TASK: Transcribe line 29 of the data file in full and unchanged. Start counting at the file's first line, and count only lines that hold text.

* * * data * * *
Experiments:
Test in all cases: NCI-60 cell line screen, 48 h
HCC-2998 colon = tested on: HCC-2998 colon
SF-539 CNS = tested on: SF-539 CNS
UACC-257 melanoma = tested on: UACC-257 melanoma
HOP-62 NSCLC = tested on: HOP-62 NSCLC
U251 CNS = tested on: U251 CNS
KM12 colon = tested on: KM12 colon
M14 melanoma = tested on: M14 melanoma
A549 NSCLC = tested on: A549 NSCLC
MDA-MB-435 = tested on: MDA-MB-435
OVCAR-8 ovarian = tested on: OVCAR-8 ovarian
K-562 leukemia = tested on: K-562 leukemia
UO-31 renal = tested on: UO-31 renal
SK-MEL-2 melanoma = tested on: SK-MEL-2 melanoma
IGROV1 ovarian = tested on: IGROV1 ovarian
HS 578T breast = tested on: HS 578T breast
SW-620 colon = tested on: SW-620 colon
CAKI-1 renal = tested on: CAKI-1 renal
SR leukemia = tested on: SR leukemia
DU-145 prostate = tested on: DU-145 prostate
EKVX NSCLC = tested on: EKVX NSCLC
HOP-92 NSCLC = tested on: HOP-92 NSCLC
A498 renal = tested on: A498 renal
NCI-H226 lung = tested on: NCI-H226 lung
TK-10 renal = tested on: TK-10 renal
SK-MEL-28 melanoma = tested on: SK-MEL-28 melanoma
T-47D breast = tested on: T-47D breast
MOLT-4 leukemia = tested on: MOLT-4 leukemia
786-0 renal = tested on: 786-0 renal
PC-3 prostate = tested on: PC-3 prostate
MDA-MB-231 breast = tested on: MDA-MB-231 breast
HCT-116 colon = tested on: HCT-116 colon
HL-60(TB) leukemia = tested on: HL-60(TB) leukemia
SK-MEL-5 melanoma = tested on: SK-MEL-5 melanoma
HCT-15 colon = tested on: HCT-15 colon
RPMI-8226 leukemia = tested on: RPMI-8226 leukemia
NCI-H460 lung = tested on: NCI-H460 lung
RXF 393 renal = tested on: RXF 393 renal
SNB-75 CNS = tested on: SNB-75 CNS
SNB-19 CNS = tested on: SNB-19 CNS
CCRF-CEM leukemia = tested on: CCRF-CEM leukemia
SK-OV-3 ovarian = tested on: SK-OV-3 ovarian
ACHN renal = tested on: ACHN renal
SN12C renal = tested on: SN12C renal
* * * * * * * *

MOLT-4 leukemia = tested on: MOLT-4 leukemia